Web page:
Figs Archive

Tuesday, September 11, 2012

fig, olive oil and sea salt challah + book tour!

fig, olive oil and sea salt challah

Last week, this little url turned six years old, though I am absolutely, unequivocally certain that the day I started typo-ing typing away here was a lifetime ago. I’d been married for almost a year. I was terrified to cook most things without a recipe. I kind of hated my day job (but loved my coworkers — still!). And this little guy — more on him next week — well, he wasn’t even a glimmer in our (still well-rested) eyes yet. While some things haven’t changed (for example, I have no idea what the buttons on my camera do, still), 801 recipes and over 151,000 comments later, I am fairly certain that what comes next is the last place I’d imagined this conversation going back then. And yet:

eggs, olive oil, honey, sea salt, yeast

Over the years, I have occasionally written about cooking too much of something and have invited you to come over and help us with the feast, because wouldn’t it be fun if we could all cram in my tiny kitchen together and hang out? I realize you’ve probably thought I was joking. Obviously, throwing a huge party in a kitchen that barely fits me and the toddler-mounted trike that’s always in there anyway would be a disaster. But the thing is, I wasn’t. I just didn’t let the logistical implausibility in any way diminish my insistence that, given the chance, I think we’d all get along famously.

dough hook, kneading away

Which brings me to The Smitten Kitchen Cookbook Book Tour: As it turns out, we can hang out and cook and chat, even if we can’t do it in my pathetically tiny kitchen. I am so excited about this part; I have joked more than once that it’s the entire reason I wrote a book. Plus, it’s important that you see before your own eyes what a complete and total normal person super-professional grown-up dork I am.

So, without further ado, let me direct you over to the Events & Book Tour Page, and then, I do hope you’ll hurry right back because this bread, it’s kind of a big deal.

Continued after the jump »

Monday, January 5, 2009

fig and walnut biscotti

fig and walnut biscotti

Lest you think my running of at the mouth about the evils of dieting meant that I was going to spend this month in the pursuit of only earnest foods, let me set that straight right now: all weekend, I craved a cookie and by Sunday, I’d had enough. No, I wasn’t going to break out the piping bags or the heavy cream ganaches, but when I need something sweet, I have learned that it’s better to have one and move on than to snack on twent-five other odd ends instead, oh, and still crave a cookie.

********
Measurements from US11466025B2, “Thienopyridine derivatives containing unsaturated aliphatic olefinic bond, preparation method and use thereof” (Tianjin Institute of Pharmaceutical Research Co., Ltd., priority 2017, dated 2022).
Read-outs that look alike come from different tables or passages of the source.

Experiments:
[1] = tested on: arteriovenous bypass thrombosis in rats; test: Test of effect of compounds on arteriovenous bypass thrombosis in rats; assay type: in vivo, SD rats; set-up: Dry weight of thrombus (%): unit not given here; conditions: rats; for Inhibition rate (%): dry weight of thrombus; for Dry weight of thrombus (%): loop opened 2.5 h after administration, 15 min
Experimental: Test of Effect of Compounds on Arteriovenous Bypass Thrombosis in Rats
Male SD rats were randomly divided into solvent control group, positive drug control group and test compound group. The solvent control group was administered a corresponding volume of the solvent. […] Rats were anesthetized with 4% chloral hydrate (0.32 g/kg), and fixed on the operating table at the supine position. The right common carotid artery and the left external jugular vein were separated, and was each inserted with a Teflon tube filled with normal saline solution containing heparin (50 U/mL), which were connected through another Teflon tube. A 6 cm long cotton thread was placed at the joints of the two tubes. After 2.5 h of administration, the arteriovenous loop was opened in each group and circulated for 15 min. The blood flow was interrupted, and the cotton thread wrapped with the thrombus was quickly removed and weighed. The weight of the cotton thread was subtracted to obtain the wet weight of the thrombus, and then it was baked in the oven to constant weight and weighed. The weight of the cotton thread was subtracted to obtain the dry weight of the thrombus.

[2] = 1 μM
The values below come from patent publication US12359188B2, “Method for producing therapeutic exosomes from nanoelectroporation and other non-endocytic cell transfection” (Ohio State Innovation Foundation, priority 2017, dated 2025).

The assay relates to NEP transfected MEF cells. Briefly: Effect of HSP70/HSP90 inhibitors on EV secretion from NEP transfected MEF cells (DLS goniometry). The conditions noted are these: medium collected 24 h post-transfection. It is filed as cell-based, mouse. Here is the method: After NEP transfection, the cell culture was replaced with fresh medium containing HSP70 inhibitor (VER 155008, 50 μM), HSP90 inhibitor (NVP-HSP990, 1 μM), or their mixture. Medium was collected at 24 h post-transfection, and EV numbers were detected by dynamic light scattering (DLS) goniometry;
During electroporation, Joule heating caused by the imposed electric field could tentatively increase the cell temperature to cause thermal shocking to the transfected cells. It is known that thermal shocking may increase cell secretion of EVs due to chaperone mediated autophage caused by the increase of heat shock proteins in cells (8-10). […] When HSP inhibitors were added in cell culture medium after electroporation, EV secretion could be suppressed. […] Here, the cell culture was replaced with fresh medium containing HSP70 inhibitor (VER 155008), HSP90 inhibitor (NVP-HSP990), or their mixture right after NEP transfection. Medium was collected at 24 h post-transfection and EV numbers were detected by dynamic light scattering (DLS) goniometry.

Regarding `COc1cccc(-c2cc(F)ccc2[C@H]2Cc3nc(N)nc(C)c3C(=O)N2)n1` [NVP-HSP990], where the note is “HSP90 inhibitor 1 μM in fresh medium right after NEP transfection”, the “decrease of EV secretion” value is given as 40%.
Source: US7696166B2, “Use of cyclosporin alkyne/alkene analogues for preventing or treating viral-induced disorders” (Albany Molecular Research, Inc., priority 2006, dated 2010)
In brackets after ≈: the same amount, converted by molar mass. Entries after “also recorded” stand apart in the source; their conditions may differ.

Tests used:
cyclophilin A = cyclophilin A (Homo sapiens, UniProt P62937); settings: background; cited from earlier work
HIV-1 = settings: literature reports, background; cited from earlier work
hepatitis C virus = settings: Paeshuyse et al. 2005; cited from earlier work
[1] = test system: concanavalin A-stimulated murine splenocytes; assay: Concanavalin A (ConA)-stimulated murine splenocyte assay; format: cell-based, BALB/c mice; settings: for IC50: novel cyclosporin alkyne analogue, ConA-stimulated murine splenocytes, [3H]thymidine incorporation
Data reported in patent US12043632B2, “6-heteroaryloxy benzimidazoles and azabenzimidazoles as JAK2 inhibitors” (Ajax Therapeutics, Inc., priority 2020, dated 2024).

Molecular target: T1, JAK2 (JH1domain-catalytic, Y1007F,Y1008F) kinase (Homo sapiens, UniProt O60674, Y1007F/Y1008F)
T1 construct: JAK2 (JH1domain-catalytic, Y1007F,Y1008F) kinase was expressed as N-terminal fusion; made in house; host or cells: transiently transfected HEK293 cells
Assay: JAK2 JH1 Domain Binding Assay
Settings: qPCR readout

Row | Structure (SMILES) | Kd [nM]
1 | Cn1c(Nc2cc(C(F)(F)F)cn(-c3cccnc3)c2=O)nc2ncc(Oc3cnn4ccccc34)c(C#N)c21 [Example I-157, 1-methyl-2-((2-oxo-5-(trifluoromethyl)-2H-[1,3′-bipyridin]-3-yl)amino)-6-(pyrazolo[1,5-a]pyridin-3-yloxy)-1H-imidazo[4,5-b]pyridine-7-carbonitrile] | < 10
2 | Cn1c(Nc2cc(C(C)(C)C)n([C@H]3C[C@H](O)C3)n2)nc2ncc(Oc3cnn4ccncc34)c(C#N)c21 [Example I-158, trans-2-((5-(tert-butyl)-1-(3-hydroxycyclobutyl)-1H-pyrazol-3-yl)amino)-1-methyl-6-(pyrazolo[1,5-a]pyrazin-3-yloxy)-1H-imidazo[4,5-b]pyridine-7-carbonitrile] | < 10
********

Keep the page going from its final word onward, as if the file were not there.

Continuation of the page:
sad, dried figswalnuts, ready to toastclementine zestground figs and nuts

As far as my cookie demands went, biscotti seemed a perfect compromise. A little less rich, sweet and heavy than most cookies, they go better with tea, coffee or your morning yogurt (guilty as charged) than they do wtih a platter of even more indulgent desserts. I’d had this recipe from Gina DePalma, pastry chef at Babbo, bookmarked for years, and seeing as I am still wading through pounds of nuts and had some sorry-looking figs in the pantry, it seemed like perfect timing.

slicing the biscottihalf-baked biscotti

Continued after the jump »

Sunday, November 16, 2008

winter fruit salad

winter fruit salad

Are fruit salads one of these things that I assume everyone in the world makes, but really, it is just my family? It could be, but I still think they’re essential. There is nothing better to break up a brunch of cheesy baked eggs and breakfast bread puddings, and dessert courses that seem to be a chain of pies, gooey brownies and cakes than than a big bowl of fruit. Of course, a bowl of whole fruit rarely works as anything but a centerpiece, and this is where the salad part comes in.

five pears, one apple

In the summer, it is a cinch–berries are flawless and everywhere, not to mention mangoes and cantaloupes and watermelon. But unless you want to buy imperfect, frighteningly overpriced berries with thousands of food miles on their backs, fall and winter can make something as simple as chopped fruit kind of dull.

dried figs and apricots
embarrassed bosc pears

Continued after the jump »